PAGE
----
Is Molasses Vegan?

Is Molasses Vegan?

Most people know that molasses is a thick sticky syrup and is used in the production of many foods including barbecue sauce and gingerbread. 

But is molasses vegan? Does it contain animal derived ingredients? Let’s take a look at molasses, where it comes from and how it is made. 

Where Does Molasses Come From?

Molasses is actually a byproduct of the sugar refining process. It is a thick syrup ranging in color from light golden brown to black.

This product has been used for many years as a food ingredient as well as in some questionable medical applications in times gone by. 

The color of the different types of molasses is dictated by the stage of the refining process at which the molasses is extracted. 

The lighter molasses color is produced by the first boil, the dark to medium molasses is produced by the second boil and the black thick molasses is the product of the third and final boil. 

As the molasses goes through the sugar refining process it gets less sweet and by the time the black molasses is produced it is quite bitter. 

How Is Molasses Made?

Molasses is made through the sugar cane and sugar beet refining process. 

The first stage is to remove the juice from the sugar cane pulp.

Once extracted the juice is boiled three separate times in order to crystallize the sugar. This makes it easier to separate the sugar from the liquid. 

The leftover liquid after this refining process is the molasses. At the first stage light molasses is leftover.

This is a sweet syrup that is a golden color and used in baking and cooking and is commonly called cane syrup.  It has the highest sugar content of all the types of molasses.

The second boil in the process makes the darker and less sweet molasses. It is about 60% sucrose. With a slightly stronger taste than cane syrup or light molasses it is used in making things like gingerbread.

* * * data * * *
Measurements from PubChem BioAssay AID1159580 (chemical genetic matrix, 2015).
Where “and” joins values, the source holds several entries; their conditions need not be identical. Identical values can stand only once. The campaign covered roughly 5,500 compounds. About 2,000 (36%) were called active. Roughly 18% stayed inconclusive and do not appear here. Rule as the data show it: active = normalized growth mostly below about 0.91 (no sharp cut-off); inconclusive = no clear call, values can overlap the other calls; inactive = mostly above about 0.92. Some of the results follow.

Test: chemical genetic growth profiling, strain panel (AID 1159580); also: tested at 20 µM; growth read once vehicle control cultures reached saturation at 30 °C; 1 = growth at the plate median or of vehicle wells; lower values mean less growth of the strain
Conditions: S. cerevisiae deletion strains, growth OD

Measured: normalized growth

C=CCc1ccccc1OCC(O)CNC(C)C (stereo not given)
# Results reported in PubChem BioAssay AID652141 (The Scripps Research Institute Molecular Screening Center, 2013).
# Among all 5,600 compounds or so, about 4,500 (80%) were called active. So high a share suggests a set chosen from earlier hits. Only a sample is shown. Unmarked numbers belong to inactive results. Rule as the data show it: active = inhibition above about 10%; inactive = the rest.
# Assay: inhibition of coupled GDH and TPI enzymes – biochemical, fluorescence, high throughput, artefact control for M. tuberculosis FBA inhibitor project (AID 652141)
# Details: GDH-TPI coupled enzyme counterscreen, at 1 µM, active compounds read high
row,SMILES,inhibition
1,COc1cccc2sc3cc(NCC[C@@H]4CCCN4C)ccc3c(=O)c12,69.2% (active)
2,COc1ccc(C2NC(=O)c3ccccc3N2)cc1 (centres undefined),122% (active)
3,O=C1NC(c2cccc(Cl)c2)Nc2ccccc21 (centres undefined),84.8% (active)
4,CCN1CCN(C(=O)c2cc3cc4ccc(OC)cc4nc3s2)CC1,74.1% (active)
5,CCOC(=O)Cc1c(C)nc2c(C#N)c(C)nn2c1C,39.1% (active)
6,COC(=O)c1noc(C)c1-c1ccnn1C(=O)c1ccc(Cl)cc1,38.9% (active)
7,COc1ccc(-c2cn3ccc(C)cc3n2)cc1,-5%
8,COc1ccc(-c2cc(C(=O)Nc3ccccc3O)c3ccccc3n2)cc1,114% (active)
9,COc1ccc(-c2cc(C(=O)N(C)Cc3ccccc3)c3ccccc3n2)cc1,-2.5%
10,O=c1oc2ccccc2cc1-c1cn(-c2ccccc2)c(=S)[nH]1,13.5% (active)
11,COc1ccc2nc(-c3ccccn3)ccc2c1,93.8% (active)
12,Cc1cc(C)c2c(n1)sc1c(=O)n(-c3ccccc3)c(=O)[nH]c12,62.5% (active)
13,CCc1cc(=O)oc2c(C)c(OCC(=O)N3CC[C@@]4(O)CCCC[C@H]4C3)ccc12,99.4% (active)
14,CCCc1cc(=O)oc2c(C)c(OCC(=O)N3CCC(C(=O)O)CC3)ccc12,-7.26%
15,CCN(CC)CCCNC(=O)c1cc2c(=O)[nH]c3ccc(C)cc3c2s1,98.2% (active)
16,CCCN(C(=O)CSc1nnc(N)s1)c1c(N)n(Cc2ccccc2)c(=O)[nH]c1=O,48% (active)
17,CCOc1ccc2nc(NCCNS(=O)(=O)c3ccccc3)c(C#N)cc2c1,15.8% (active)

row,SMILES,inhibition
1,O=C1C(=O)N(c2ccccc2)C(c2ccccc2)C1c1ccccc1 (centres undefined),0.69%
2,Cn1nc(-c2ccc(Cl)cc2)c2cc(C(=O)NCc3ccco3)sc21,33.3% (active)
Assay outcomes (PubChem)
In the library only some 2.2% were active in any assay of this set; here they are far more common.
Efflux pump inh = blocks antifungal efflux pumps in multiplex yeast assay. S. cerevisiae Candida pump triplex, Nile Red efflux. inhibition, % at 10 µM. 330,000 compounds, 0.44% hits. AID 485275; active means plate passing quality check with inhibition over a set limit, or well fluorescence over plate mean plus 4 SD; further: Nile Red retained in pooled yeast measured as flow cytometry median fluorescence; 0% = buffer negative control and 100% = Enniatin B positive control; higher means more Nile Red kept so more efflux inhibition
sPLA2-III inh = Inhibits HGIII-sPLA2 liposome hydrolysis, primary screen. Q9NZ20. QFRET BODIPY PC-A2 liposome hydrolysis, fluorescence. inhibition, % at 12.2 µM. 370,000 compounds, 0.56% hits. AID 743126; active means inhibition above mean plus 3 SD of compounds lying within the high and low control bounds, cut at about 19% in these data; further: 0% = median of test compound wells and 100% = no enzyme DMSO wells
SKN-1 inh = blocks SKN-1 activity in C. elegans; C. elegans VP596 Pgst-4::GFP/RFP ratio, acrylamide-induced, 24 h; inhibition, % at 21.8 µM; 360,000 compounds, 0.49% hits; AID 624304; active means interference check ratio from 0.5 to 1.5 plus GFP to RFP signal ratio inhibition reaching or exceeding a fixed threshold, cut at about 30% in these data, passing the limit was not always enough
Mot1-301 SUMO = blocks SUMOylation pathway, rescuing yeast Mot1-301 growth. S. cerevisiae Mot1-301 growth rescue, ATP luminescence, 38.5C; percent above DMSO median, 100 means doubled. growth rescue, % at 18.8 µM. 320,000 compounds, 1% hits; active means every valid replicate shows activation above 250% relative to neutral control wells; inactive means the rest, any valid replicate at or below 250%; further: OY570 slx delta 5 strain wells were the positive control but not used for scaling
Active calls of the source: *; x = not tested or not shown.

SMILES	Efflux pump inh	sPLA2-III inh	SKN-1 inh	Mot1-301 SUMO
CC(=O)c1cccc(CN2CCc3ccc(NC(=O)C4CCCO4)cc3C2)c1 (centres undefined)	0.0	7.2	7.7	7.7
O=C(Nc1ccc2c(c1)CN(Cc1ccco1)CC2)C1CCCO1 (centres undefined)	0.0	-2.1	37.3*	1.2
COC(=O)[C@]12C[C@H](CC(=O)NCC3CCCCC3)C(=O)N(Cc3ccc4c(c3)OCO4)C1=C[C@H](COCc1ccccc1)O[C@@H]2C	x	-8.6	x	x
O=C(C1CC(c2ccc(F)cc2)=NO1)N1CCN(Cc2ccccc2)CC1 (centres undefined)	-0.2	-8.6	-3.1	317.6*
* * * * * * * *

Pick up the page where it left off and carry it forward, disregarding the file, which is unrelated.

Boiling the syrup a third time produces the thick, dark molasses which has a strong flavor and aroma.

It is black in color and has a more bitter taste than the other types of molasses. This molasses is commonly called blackstrap due to its color. 

Is Molasses Vegan?

Is Molasses Vegan?

As molasses comes from sugar cane or sometimes sugar beet it is reasonable to understand that most people would assume that molasses is vegan. 

But many people are unaware of some of the processes that occur in the refining of sugar and what is used for them. The most debated among vegans is bone char.

This is used to filter and bleach sugar before it is sold. 

This is the reason many vegans avoid sugar as an ingredient.

Due to the vague description on most packaging it is not possible to determine if the sugar in a food product has been subject to filtration by bone char and therefore not qualify as being vegan. 

To add to this confusion the bone char in sugar refining is applied after the molasses has been extracted.

So in essence, molasses never comes in contact with animal derived products and so may be considered vegan. 

Nevertheless, according to the Vegan Society’s definition of veganism animal exploitation is to be avoided as much as “possible and practicable.”

Therefore as molasses is produced through a process that involves animal exploitation, molasses cannot be considered vegan. 

On a positive note, the sugar industry is moving away from the use of bone char in its filtration process, so this will cease to be an issue. 

Types Of Molasses

There are 3 types of molasses which are directly produced by the sugar refining process.

Light 

Light molasses is what remains after the first boil of sugar cane liquid. It is the sweetest molasses as only a small amount of the sugar has been extracted at this point.

It is used as a syrup for deserts, pancakes or oatmeal. 

Medium/Dark 

The second stage of sugar refining gives us medium or dark molasses. It has a stronger and less sweet taste and is typically used in the making of gingerbread.  

Blackstrap

Blackstrap is the black byproduct remaining after the third boil of sugar cane. It is strong, bitter with a robust taste and aroma.

But it does contain nutrients such as iron and calcium among others.  

Final Thoughts

Molasses cannot be considered vegan if bone char has been used in the sugar refining process from which the molasses is derived. 

Brandon White
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